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Rules and Procedure

The legislative process on the Senate floor is governed by a set of standing rules, a body of precedents created by rulings of presiding officers or by votes of the Senate, a variety of established and customary practices, and ad hoc arrangements the Senate makes to meet specific parliamentary and political circumstances. A knowledge of the Senate's formal rules is not sufficient to understand Senate procedure, and Senate practices cannot be understood without knowing the rules to which the practices relate.

 

Senate Rules and Administration Committee

The Senate Rules Committee has jurisdiction over the internal management of the Senate, as well as responsibility for legislation establishing federal election laws.


Rules

Among other things, the standing rules of the Senate allow senators to debate at length and preclude a simple majority from ending debate.

Standing Rules of the Senate

Senate Manual


Procedure

The legislative process on the Senate floor is a balance between the rights guaranteed to Senators under the standing rules and the need for senators to forgo some of these rights in order to expedite business.

Overview of Legislative Procedure in the Senate

Riddick’s Senate Procedure | SearchRiddick's Senate Procedure

The Legislative Process on the Senate Floor:  An Introduction (pdf)

Flow of Business:  Typical Day on the Senate Floor (pdf)

The Amending Process in the Senate  (pdf; long)

House and Senate Rules of Procedure:  A Comparison (pdf)


The Parliamentarian

The Senate and the House each has an Office of the Parliamentarian to provide expert advice and assistance on questions relating to the meaning and application of that chamber's legislative rules, precedents, and practices. In the Senate, staff from the parliamentarian's office sit on the Senate dais and advise the presiding officer on the conduct of Senate business.

The Office of the Parliamentarian in the House and Senate (pdf)

Floyd M. Riddick, Senate Parliamentarian (1964-1974), Oral History Interviews

First Official Parliamentarian, July 1, 1935


Quorum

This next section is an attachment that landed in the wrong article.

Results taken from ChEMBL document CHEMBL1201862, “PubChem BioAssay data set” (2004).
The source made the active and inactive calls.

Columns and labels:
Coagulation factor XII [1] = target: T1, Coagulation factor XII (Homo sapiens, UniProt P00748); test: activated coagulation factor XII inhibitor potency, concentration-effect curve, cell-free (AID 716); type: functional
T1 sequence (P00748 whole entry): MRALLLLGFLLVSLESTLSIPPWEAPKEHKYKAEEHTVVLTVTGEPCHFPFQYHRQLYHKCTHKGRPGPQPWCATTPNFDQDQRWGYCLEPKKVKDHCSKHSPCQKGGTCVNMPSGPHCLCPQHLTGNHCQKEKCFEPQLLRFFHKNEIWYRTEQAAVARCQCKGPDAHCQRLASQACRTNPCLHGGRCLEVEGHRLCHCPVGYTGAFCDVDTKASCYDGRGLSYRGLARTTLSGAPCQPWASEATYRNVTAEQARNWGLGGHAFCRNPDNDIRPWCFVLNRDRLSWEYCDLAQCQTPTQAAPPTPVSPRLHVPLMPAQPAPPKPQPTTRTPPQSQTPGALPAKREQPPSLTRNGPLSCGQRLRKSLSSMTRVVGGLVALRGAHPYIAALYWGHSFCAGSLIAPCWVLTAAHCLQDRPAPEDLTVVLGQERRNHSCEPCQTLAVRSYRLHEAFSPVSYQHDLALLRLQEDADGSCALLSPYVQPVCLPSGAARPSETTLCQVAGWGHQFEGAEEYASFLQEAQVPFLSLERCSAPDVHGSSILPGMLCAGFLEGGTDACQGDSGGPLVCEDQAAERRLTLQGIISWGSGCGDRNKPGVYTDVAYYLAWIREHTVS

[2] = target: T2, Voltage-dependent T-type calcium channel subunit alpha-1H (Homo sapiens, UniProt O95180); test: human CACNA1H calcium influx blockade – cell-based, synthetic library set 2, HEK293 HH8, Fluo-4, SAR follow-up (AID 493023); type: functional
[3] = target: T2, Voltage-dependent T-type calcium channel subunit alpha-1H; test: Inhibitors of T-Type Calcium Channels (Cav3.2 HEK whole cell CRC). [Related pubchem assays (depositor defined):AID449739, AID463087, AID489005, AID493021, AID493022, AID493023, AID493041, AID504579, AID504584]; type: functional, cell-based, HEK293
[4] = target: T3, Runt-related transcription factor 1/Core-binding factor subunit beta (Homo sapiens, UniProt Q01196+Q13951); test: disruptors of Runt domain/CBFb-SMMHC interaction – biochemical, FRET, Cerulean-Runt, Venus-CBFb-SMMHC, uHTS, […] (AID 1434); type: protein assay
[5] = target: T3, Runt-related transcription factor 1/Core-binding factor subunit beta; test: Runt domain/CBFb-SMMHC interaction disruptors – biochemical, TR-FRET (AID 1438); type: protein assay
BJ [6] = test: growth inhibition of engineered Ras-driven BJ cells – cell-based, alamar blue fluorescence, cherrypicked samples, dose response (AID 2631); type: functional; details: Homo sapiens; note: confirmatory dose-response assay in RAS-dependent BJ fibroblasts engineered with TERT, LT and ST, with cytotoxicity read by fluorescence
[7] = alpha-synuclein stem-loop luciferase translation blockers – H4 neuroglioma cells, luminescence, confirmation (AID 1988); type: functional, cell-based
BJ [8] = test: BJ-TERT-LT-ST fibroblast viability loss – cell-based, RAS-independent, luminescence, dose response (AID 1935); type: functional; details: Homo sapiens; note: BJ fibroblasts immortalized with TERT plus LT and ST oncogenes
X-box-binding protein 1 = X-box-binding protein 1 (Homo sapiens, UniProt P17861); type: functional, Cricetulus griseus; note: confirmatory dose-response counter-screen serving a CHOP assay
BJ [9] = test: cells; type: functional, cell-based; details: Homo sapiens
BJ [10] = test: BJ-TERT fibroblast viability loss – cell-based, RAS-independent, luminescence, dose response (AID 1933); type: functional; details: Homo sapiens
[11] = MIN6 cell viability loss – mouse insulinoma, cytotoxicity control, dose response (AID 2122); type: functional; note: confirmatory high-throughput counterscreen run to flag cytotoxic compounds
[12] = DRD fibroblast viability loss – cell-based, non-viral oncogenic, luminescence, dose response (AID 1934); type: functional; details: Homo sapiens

Article I, section 5 of the Constitution requires that a quorum (51 senators) be present for the Senate to conduct business. Often, fewer than 51 senators are present on the floor, but the Senate presumes a quorum unless a roll call vote or quorum call suggests otherwise.

Compulsory Attendance, June 25, 1798

Quorum Busting, October 1893

Voting and Quorum Procedures in the Senate (pdf)


History of Senate Rules

Learn about the history of Senate rules with these essays by the Office of the Senate Historian.

Getting Together, Joint Rules of the House and Senate, April 15, 1789

Senate Adopts First Impeachment Rules, February 5, 1798


House Rules and Procedure

The standing rules of the House govern the daily order of business on the House floor by making certain matters and actions privileged for consideration. House decisions to grant other individual bills privileged access to the floor, usually upon recommendations from the House Rules Committee , also determine the daily order of House floor business.

Rules of the House of Representatives

Deschler’s Precedents

House Rules and Manual

The Legislative Process on the House Floor:  An Introduction (pdf)

The Amending Process in the House (pdf; long)


Related Items

Interested in related materials? Take a look at these Virtual Reference Desk subjects and other links for more information.

Cloture

Filibuster

Legislation and Records

Legislative Process

Votes